What’s the difference between a financial advisor and financial planner?
It seems each week the financial industry comes up with a new term, or recycles an old one, of what we should call ourselves. Financial planner, financial advisor, insurance specialist, financial coach, fiduciary, and the list goes on! It’s hard to know who is giving you the best advice and has your interests above all others. Even worse, it seems the industry has worn out the term “fiduciary” over the past few years as new regulations threatened to require everyone to act in your best interest depending on what they were recommending to you.
I’m sure it’s surprising and you may be thinking, “why wouldn’t they always work in my best interest?” For many, this can make the task of finding an advisor seem like an abyss to finding good, trustworthy help.
Unfortunately, we have to deal with this every day. The lingo used by many financial professionals can leave you in the dark. We assume you know what these terms mean but it’s not fair that we do. I don’t understand what different roles in medicine represent so why should financial services be held to any different standard? I just trust that the doctor I see will refer me to a specialist if I need one. Why aren’t we held to the same standard?
Recently I was speaking with a couple and they asked what the difference between a financial advisor and financial planner actually was. They work with a good friend of mine and his card has “advisor” on it.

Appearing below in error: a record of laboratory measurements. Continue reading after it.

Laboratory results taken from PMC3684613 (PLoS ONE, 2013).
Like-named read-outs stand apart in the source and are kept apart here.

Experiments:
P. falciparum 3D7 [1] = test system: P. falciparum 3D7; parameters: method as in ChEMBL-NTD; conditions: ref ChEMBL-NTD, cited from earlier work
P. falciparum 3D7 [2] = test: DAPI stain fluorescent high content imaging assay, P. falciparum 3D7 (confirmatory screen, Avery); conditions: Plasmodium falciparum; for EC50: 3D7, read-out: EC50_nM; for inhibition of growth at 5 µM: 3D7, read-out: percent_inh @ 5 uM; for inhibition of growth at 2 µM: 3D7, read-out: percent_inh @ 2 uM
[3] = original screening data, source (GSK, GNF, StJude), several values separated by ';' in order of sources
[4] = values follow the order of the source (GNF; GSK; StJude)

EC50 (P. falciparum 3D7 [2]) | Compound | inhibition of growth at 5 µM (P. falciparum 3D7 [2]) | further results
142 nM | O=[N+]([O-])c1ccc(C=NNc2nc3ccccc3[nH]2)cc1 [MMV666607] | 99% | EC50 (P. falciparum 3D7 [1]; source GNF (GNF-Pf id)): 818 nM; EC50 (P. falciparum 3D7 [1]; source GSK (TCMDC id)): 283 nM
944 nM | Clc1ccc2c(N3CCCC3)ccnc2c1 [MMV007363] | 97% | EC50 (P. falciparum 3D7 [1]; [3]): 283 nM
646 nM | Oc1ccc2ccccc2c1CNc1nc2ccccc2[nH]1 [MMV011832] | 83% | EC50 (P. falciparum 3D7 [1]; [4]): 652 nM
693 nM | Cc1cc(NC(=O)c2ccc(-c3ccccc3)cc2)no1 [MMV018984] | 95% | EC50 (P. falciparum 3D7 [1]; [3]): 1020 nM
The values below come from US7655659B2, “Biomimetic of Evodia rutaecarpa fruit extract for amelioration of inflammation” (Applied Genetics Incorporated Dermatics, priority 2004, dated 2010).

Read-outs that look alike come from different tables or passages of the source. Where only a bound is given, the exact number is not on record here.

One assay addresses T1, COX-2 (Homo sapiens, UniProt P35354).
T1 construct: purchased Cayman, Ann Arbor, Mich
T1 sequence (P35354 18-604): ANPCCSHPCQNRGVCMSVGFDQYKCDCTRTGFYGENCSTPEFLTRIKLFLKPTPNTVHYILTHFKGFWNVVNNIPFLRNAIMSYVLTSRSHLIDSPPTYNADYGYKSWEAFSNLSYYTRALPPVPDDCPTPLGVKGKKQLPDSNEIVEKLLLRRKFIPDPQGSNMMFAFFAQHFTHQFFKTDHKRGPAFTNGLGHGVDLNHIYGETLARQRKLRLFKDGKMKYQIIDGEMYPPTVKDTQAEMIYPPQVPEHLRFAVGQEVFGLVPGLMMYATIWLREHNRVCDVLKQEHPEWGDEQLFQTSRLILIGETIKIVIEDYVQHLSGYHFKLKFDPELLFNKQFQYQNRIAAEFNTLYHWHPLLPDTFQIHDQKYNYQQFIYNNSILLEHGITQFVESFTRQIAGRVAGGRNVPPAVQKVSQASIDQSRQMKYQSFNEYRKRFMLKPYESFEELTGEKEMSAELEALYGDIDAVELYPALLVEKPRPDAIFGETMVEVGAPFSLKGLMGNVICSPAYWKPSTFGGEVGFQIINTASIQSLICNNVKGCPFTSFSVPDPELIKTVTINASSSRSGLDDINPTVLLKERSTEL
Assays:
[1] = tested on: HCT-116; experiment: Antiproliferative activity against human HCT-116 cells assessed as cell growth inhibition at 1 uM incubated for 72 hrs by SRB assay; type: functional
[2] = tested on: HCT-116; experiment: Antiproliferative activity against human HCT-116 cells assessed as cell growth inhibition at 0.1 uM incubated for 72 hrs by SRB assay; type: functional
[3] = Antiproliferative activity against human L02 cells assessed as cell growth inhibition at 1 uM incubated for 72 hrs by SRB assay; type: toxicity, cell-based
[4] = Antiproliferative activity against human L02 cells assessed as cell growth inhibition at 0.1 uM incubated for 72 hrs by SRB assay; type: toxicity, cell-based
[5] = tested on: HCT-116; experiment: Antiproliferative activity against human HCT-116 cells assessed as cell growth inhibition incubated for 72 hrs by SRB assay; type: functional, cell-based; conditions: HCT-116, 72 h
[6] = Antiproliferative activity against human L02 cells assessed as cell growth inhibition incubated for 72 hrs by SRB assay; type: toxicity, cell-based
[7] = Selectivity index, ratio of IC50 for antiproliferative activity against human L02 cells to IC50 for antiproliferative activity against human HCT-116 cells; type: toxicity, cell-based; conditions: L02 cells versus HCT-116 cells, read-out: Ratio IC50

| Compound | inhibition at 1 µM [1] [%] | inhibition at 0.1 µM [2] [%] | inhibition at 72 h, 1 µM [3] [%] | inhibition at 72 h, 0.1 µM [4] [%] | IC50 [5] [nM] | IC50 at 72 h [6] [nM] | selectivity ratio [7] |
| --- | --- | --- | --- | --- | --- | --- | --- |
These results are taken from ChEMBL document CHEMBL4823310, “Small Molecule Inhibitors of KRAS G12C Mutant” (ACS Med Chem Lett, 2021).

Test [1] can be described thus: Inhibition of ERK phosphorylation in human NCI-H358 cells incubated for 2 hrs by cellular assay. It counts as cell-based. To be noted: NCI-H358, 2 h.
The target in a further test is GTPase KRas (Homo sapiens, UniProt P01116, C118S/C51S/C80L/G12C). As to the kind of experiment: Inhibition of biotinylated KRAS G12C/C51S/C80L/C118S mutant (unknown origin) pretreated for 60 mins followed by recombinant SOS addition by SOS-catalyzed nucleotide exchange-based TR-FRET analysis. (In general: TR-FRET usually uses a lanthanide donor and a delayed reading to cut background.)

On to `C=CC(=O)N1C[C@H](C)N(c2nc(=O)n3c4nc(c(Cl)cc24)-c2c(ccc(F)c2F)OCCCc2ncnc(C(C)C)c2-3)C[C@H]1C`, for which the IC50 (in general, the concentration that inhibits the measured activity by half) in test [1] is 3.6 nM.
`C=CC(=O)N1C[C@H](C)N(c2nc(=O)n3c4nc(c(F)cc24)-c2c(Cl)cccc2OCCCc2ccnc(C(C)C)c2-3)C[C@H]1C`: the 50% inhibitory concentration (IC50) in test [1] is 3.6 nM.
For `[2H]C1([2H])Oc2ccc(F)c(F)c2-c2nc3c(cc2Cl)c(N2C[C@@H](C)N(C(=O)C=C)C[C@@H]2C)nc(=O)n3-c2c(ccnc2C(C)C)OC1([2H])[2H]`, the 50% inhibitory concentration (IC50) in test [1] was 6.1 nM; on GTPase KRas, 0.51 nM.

These words can mean similar things. Advisor’s commonly give advice and commonly fall into the sub-category of investment managers. They may avoid fields like budgeting, spending, and insurance but focus on your long-term investing and savings strategy. “Advisor” is something you may find used loosely in financial services. Insurance salespeople, for example, will sometimes label themselves as financial advisors because regulations allow them to do so. Ultimately, it can be applied to a number of professionals that may or may not sell products or services or work with your best interest in mind.
Financial planners, or Certified Financial Planners are a smaller sub-set of the financial services industry. They focus on true plans that incorporate different areas of their clients financial lives. They address everything from budgeting, to insurance, to tax planning and beyond. The biggest differentiator is the right to call themselves a Certified Financial Planner. CFP®s are backed by the CFP Board, and are more regulated than non-certified financial “advisors.”The CFP Board is a regulatory body that has a specific set of rules for financial planners to follow, and an entrance exam that all CFP®s have to pass.
What are we and how do we act at Two Waters Wealth Management?
I’m a CERTIFIED FINANCIAL PLANNER™ and an investment advisor representative with Alphastar Capital Management. I firmly believe in the process, ethics, and education that are required to use this label and see the benefit that it brings to our clients. Being a CFP® and Investment Advisor requires holds us to the fiduciary standard as well. More than that though, I believe it’s my obligation to our clients to help them accomplish their goals and act in their best interests no matter what.
We know that understanding the differences between advisor, planner, and the other terms is confusing. If you have questions our door is always open and we’re happy to help you better understand anything you want to know.
As a result, we built a guide to help you better select a financial professional.
You can also get our guide “7 Steps to Hiring a Financial Advisor.”